The rap against Joseph Mankiewicz‘s Cleopatra (1963) is that it’s stately, slow-moving, oppressively talky, etc. But the opening credits — black font, a series of faded wall paintings, Alex North‘s music — are arresting, and then fascinating during a 20-second passage (starting a little after 2:35). North’s score slips into a somber mood and then builds into slight fanfare as the final painting becomes more and more vivid in stages, and finally transitions into 70mm live action.
It’s a simple elegant conveying of the fact that the centuries have faded and blurred the histories of Cleopatra, Julius Caesar and Marc Antony, and that this film is not only un-fading and un-blurring what happened, but applying a sharp, super-costly Big Hollywood sheen.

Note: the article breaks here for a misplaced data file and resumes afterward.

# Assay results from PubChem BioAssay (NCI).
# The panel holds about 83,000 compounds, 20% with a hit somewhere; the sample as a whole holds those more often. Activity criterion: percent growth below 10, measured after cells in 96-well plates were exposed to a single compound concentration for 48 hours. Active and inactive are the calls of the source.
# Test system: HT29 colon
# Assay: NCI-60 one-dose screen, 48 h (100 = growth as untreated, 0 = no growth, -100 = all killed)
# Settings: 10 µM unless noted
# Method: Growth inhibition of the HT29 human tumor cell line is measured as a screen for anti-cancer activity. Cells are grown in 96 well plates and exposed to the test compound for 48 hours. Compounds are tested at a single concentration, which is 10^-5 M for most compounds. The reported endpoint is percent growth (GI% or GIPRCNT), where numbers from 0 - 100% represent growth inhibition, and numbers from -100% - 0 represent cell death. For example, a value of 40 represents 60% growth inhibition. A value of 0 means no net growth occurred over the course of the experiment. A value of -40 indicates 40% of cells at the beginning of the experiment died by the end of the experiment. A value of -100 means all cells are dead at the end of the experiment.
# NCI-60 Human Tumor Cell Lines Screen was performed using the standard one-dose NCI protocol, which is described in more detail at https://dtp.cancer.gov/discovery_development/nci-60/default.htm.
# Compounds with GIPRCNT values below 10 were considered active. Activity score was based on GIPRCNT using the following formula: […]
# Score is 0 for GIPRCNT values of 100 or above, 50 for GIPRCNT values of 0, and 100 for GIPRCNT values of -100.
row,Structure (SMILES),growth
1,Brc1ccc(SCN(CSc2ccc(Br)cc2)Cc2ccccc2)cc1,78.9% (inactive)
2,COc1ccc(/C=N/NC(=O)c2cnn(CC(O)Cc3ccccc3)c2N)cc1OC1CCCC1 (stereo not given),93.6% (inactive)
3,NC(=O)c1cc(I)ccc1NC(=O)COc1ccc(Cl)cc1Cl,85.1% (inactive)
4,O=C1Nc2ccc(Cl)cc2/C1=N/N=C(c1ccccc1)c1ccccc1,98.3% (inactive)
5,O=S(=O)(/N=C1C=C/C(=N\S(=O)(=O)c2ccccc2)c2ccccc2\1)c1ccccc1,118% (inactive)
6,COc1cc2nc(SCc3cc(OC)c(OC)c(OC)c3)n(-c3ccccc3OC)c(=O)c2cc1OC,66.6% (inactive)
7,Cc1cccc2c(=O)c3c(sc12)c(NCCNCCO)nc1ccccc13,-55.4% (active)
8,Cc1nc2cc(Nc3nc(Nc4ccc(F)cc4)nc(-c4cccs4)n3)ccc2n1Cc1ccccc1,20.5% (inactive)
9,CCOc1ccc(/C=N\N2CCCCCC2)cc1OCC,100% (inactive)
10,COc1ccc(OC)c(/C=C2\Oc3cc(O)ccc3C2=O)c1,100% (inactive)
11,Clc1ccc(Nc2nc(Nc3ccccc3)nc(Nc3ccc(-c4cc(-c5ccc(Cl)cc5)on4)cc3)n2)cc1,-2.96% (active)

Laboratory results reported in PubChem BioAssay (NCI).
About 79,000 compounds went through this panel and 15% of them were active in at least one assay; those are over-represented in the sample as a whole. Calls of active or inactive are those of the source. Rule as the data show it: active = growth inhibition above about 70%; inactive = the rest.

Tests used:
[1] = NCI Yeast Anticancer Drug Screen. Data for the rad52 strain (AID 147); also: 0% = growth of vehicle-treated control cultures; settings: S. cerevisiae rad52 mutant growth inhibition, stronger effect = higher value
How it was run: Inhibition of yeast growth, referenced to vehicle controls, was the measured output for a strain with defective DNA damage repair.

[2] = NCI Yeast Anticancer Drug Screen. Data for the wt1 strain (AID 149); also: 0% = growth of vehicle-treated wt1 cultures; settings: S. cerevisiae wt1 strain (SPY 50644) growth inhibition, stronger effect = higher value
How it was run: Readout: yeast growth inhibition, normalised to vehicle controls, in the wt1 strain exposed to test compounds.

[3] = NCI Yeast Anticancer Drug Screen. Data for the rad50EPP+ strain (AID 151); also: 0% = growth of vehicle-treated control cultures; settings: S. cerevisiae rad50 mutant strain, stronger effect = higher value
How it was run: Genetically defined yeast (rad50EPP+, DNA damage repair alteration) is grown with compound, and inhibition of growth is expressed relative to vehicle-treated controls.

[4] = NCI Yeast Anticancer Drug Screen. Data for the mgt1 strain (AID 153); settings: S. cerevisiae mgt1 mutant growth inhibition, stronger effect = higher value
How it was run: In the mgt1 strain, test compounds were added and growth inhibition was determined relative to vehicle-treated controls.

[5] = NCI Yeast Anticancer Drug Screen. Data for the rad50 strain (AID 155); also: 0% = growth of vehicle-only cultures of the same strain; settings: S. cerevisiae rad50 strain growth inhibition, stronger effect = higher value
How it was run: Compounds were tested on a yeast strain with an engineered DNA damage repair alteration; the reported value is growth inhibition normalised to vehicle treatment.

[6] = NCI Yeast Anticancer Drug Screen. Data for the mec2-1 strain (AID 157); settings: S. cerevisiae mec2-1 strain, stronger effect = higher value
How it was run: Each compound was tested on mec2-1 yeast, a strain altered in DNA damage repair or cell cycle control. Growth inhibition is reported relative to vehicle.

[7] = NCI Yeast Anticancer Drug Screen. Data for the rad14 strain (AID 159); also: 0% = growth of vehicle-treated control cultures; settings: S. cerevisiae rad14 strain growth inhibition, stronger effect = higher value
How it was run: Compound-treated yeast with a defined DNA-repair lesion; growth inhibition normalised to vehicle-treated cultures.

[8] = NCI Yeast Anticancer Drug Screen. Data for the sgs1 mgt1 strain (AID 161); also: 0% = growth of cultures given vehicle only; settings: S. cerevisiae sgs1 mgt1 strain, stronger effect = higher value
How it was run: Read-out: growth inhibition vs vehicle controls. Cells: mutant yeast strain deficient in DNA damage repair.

I’ve really enjoyed this portion — a sliver really — of this otherwise negligible film for years, or since it’s been out on DVD, I should say. The full-boat 243-minute version is the only way to suffer through this thing.
There’s a portion of ten or twelve minutes after the credits with Rex Harrison and Martin Landau and the rest that’s fairly efficient, and then — about 16 or 17 minutes in — Elizabeth Taylor arrives, and the film soon becomes draggy, and then tedious, and then suffocating.
In his 6.13.63 review, N.Y. Times critic Bosley Crowther called Cleopatra “one of the great epic films of our day.”